We’ll get back to Fun Home in a minute. First, though, consider that all five books seemed set for destruction. If not burning, something like shredding. Whatever the method, the notion of book destruction outraged those who love books, support academic and literary freedom and even just believe in common-sense use of taxpayer dollars.

Once journalists got involved, the issue stopped grinding along in the dark basement of school bureaucracy and rose to prominence in the light of public scrutiny and discussion.

The board voted last month to delay action on the books and seek legal advice. Presumably the books remain in the district warehouse, and haven’t been destroyed.

The issue sort of went on summer vacation, along with the students. But emails obtained by the Journal show that Simon — who is leaving as superintendent after six years in the job — knew about and approved of pulling the books, beginning with How Beautiful We Were.

Parent’s objection begins process to ban books

Early last August, Simon forwarded an email to board members from a parent who was concerned about the book. Simon said in the email that district officials were made aware of "some sexually explicit content in a book" and after reading it, decided that the book wasn't appropriate for district students. To be clear, the district students being, well, “protected” were seniors.

Those five books were never intended to be used as required reading for English 12 students. They were optional. Seniors didn’t have to read them if they or their parents found them objectionable. Even so, administrators decided that all five, which have won literary awards, would be removed. According to the emails obtained by the Journal, the most prominent voice for the removal of the books was Valerie Seales, director of teaching, learning and innovation for the district. In one of the emails, Seales wrote to Colby Christensen, the district learning and teaching specialist, that "It sounds like there are additional books that are inappropriate for HS students." According to the emails, Seales requested a reading list from Christensen and followed up with emails to Simon and former Assistant Superintendent Mark Gabrylczyk that included a passage from How Beautiful We Were that describes a girl seeing her parents having oral sex in their kitchen. "I ordered that these books be returned to the warehouse," Seales wrote. "The reason I am bringing this to your attention is I think some English teachers are going to want to fight to keep the books. I am taking the stance that they are inappropriate and we will not use them for assigned or voluntary reading list. Let me know if you disagree.”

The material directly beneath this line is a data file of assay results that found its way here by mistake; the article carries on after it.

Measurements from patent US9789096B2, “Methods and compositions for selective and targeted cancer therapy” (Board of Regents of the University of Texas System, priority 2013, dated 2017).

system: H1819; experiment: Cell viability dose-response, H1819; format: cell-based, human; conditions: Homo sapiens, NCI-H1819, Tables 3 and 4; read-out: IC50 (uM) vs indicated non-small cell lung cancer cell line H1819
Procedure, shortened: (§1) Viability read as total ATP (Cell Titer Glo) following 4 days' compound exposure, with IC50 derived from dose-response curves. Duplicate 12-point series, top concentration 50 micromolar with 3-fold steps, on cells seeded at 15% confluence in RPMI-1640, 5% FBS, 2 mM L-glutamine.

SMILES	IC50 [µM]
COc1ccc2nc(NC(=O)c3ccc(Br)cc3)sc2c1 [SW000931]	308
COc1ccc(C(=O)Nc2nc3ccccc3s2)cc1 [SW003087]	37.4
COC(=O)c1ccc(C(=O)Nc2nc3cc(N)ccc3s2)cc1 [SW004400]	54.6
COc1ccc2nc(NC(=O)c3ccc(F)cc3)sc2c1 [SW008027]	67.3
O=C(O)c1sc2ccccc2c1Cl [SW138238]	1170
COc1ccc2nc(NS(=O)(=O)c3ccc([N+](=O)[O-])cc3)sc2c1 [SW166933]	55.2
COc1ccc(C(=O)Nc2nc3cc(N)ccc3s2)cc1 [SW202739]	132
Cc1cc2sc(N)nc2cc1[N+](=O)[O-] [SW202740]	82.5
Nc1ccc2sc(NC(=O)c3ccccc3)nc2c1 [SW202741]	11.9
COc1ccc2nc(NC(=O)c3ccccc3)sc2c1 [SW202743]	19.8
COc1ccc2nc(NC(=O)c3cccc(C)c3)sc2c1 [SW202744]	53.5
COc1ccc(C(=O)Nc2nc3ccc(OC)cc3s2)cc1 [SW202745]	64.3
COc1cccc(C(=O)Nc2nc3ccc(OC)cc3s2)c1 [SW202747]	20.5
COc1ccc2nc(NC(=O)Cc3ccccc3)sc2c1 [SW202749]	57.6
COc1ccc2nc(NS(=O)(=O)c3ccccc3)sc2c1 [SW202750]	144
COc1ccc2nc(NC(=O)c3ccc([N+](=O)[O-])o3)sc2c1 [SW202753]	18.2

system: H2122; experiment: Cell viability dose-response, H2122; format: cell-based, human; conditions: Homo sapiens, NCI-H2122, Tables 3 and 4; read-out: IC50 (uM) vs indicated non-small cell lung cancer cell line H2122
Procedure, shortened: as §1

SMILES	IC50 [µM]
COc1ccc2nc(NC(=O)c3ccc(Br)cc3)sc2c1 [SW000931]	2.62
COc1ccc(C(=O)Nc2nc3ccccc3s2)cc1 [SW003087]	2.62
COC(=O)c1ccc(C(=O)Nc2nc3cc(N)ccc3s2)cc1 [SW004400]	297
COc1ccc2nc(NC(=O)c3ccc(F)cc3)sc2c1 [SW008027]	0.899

Apparently, there was no disagreement among administrators. The email also included an email from Stevens High School Principal Jocelyn Hafner who said that a teacher brought concerns about the book to her. Hafner said she believed parents in the district would object to passages in the book. "I don't believe this book should remain on the list of possible options for English 12," she wrote. As reported by The Journal, Simon responded to the email with one of her own, saying that she agreed the book should be removed.

Simon urges other administrators to avoid book controversy

"Now more than ever, what curriculum and resources/books we use will be subject to public scrutiny," Simon wrote. "Let's avoid issues proactively.”

Now more than ever? Maybe. There certainly is a move nationally by conservative Christians to get books they find objectionable banned in schools. And there is some of that mentality on the Rapid City board, although the recent election of some new members could help balance that.